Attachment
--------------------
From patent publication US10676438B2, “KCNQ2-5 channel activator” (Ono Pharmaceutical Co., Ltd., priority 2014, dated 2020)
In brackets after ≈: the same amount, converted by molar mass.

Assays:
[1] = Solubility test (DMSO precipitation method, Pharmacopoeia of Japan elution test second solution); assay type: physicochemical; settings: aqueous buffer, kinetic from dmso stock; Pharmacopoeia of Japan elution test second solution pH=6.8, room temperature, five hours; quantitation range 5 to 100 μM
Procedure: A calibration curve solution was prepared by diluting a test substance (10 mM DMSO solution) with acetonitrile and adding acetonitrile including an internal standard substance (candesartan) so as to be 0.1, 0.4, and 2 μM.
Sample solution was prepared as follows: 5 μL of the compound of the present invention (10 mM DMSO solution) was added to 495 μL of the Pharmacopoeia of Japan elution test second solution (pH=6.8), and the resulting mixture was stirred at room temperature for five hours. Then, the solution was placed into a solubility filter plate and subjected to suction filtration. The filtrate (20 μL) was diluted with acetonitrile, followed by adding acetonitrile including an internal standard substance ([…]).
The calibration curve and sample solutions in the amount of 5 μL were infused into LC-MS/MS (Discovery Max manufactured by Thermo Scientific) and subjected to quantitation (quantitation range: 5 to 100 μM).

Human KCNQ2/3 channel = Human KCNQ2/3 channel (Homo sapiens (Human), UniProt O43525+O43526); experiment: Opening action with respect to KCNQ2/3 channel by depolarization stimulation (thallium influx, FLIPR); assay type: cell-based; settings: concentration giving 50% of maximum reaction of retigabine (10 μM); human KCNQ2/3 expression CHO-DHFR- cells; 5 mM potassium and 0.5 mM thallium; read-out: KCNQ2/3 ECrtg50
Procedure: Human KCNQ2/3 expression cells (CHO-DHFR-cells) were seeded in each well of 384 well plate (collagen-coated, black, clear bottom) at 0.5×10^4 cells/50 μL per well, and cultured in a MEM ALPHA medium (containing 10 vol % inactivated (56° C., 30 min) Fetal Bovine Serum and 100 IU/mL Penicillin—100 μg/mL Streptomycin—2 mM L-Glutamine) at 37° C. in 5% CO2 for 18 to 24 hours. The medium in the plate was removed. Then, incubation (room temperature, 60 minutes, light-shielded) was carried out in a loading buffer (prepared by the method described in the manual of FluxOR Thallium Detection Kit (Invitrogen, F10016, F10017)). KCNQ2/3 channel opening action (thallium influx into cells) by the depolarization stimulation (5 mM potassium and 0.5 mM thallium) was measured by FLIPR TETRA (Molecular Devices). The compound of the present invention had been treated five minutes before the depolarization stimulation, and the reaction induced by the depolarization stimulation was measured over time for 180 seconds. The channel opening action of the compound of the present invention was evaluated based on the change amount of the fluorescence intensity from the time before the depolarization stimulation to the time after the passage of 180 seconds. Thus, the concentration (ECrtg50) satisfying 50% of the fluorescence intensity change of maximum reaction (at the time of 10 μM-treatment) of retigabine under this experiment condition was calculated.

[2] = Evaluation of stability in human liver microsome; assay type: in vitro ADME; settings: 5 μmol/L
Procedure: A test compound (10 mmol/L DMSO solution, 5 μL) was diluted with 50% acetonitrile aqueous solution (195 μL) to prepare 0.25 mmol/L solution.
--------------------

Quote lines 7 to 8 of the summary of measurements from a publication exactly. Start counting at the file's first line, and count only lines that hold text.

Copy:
The calibration curve and sample solutions in the amount of 5 μL were infused into LC-MS/MS (Discovery Max manufactured by Thermo Scientific) and subjected to quantitation (quantitation range: 5 to 100 μM).

Human KCNQ2/3 channel = Human KCNQ2/3 channel (Homo sapiens (Human), UniProt O43525+O43526); experiment: Opening action with respect to KCNQ2/3 channel by depolarization stimulation (thallium influx, FLIPR); assay type: cell-based; settings: concentration giving 50% of maximum reaction of retigabine (10 μM); human KCNQ2/3 expression CHO-DHFR- cells; 5 mM potassium and 0.5 mM thallium; read-out: KCNQ2/3 ECrtg50